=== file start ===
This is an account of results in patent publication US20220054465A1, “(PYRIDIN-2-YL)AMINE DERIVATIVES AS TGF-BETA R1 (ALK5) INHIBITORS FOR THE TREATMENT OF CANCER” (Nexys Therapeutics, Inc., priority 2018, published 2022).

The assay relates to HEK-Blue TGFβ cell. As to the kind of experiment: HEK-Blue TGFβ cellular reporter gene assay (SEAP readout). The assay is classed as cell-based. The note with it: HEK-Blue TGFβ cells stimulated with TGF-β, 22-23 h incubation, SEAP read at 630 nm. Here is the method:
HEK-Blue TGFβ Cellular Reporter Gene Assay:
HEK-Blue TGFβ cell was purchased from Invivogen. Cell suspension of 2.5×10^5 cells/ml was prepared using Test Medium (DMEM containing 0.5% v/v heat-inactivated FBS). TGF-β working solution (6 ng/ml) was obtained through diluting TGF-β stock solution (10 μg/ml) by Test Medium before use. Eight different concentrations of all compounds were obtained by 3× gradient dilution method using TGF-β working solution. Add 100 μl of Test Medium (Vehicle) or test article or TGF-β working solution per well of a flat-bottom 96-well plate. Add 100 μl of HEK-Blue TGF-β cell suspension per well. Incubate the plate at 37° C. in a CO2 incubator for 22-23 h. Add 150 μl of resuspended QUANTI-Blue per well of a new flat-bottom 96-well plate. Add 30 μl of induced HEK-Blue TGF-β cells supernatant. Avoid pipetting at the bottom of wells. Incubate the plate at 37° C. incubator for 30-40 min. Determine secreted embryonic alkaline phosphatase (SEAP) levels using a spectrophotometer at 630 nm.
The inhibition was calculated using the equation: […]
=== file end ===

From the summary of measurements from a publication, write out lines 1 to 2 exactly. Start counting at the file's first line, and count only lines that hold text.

This is an account of results in patent publication US20220054465A1, “(PYRIDIN-2-YL)AMINE DERIVATIVES AS TGF-BETA R1 (ALK5) INHIBITORS FOR THE TREATMENT OF CANCER” (Nexys Therapeutics, Inc., priority 2018, published 2022).

The assay relates to HEK-Blue TGFβ cell. As to the kind of experiment: HEK-Blue TGFβ cellular reporter gene assay (SEAP readout). The assay is classed as cell-based. The note with it: HEK-Blue TGFβ cells stimulated with TGF-β, 22-23 h incubation, SEAP read at 630 nm. Here is the method: